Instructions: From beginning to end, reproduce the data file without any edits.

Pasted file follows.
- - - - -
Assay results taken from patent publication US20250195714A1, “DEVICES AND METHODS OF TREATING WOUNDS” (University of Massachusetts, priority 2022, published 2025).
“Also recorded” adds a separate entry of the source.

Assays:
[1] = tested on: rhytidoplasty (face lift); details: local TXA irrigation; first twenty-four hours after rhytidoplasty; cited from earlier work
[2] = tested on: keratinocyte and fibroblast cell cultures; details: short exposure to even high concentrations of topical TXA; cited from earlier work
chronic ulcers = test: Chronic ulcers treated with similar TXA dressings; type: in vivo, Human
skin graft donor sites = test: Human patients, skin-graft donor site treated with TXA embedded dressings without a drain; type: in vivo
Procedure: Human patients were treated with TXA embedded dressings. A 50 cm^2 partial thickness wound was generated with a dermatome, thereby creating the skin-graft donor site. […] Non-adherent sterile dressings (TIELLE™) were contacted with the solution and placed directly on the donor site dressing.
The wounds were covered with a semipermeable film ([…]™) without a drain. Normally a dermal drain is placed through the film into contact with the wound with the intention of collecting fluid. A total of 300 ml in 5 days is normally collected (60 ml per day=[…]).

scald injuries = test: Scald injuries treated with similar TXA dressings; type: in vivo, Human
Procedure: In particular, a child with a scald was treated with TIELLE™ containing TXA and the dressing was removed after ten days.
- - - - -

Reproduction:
Assay results taken from patent publication US20250195714A1, “DEVICES AND METHODS OF TREATING WOUNDS” (University of Massachusetts, priority 2022, published 2025).
“Also recorded” adds a separate entry of the source.

Assays:
[1] = tested on: rhytidoplasty (face lift); details: local TXA irrigation; first twenty-four hours after rhytidoplasty; cited from earlier work
[2] = tested on: keratinocyte and fibroblast cell cultures; details: short exposure to even high concentrations of topical TXA; cited from earlier work
chronic ulcers = test: Chronic ulcers treated with similar TXA dressings; type: in vivo, Human
skin graft donor sites = test: Human patients, skin-graft donor site treated with TXA embedded dressings without a drain; type: in vivo
Procedure: Human patients were treated with TXA embedded dressings. A 50 cm^2 partial thickness wound was generated with a dermatome, thereby creating the skin-graft donor site. […] Non-adherent sterile dressings (TIELLE™) were contacted with the solution and placed directly on the donor site dressing.
The wounds were covered with a semipermeable film ([…]™) without a drain. Normally a dermal drain is placed through the film into contact with the wound with the intention of collecting fluid. A total of 300 ml in 5 days is normally collected (60 ml per day=[…]).

scald injuries = test: Scald injuries treated with similar TXA dressings; type: in vivo, Human
Procedure: In particular, a child with a scald was treated with TIELLE™ containing TXA and the dressing was removed after ten days.